We get a lot of questions about graphic design for CDs and we came up with a few ideas of questions to discuss with your designer as you evaluate who will be able to do the best job for you.
Whenever you’re interviewing graphic designers for CD projects – its a good idea to clarify a few things before you begin. Sometimes you could find out somethings further down the road that would have helped you save time & money earlier on had you known.
This list is by no means comprehensive – you may have others – these will help get you started.
1. What programs will you be using?
Expect to hear answers like – Photoshop, Illustrator, InDesign. Answers like Word or Corel Draw – are indicative of a difference type of publishing than what you need.
2. Do you typically design for websites or printing presses?
If they don’t understand why they would be asked this – typically they design for websites. What makes artwork work technically the best for web is exactly the opposite of printing presses. What you need is high resolution 300 dpi, CMYK artwork, unflattened and in layers. These types of files will not only allow you to print better quality they allow for future changes without you having to go back to the initial designer for simple edits or additions.
3. Will you be able and willing to provide to my CD printing company high resolution, unflattened, native layered files?
This is important to ask. Graphic designers hold differing view on who actually owns the native files. Yes, sometimes they believe you own what comes off the press but that they own the digital files. Its not rude to ask and its not rude if they tell you that they believe they own them. Ask them what it would take to obtain ownership and usually that’s a dollar amount – just consider that when you determine your budget. And get it in writing if you hire them BEFORE you give them a deposit check.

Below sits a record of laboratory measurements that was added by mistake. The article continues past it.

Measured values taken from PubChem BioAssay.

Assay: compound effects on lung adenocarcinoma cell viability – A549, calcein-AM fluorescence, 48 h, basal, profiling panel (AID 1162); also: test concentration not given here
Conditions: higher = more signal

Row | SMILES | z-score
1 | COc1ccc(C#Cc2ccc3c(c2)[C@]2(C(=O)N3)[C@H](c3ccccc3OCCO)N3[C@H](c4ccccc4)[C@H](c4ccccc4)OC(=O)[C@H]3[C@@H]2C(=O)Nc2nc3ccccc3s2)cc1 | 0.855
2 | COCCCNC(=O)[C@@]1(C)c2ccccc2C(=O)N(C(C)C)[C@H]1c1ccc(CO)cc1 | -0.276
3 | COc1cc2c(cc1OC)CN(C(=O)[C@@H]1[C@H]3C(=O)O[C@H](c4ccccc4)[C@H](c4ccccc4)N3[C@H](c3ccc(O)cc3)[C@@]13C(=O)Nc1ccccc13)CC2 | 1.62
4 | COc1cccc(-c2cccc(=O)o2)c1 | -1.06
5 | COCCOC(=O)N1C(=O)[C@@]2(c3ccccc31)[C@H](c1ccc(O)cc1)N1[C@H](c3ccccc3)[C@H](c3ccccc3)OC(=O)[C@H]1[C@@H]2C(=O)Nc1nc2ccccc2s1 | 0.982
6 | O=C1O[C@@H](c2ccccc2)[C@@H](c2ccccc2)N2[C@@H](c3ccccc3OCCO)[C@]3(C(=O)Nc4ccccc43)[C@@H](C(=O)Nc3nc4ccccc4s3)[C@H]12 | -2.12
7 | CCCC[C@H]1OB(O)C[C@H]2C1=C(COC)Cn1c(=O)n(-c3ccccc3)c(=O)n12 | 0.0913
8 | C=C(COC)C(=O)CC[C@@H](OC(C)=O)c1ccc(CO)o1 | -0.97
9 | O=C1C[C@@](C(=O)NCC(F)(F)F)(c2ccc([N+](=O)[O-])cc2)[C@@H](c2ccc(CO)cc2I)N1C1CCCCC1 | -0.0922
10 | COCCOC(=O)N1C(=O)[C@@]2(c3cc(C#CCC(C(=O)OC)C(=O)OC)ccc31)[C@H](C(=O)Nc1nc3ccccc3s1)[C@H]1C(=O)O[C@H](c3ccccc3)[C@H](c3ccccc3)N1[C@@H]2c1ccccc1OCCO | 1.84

FYI – Any graphic work that CDMaker does for you is considered to be your property so you have full and unfettered access to native files – just ask for a backup when you order so its just the time and materials cost to make one for you.
4. Will you be using templates to set up the artwork?
This is a huge one – if they just make one up or recycle one from another manufacturer – you could be looking at additional time. Tell them that you expect them to use the proper template(s) and if they don’t do so they are responsible to adjust artwork to fit the proper template. Again, its just that you are clarifying your expectations. If you don’t mind being charged by your manufacturer or printing house for the extra costs to adjust artwork files – then you don’t have to have this conversation.
5. Will I be given a complete set of backup files – all support images, all fonts, all native files at the end of the project?
This is again a clarifying question. If they say they will keep it on their harddrive- that’s great but ask for a physical backup of the native unflattened files and all the source images and fonts on a disc so that if anything happens to them, their computer, their harddrive, their work situation, their living situation, you have a back up.
6. If a logo design is part of the project – will the design be formated so that I can use it in black and white or color, or on any colot background or will it require a white box around it?
This is an important question – sometimes its easy to design a logo that work for the color of the immediate layout but when you need to put it on your facebook page or tshirt or business card, it doesn’t work as easily. Again, this is a question that clarifies. If you want it to have maximum flexibility for you – ask this question in the beginning of your relationship.
7. Are there any design concerns if you want to use the artwork or a portion of the artwork for t-shirts or display banners or other promotional materials which I may need the artwork larger?
Sometimes you may have a need for artwork to be larger than what it was originally designed to be. Sometimes because of how the artwork was designed it will look really bad if you just enlarge it. That’s why photoshop can be a limiting choice. Its a vector/non-vector issue. What’s that? Vector is better to go from small to large since it sets up an outline for text or images and then fills in instead of stretching dots (non-vector) from original size to larger which will pull dots further apart which kills the resolution of your artwork. Resolution affects how clear it is to the eye after its been printed.
Again, these are just some questions that will lead to a more complete discussion with your graphic designer. In turn this will helpyou be able to better assess how much it will cost you not just in terms of immediate outlay. This obviously is written more from the angle of having your CDs or DVD published but it lends itself to every situation where you might need the help of a graphic designer.
What questions have helped you? Please feel free to share below or let me know if these questions have helped you talk with your designer.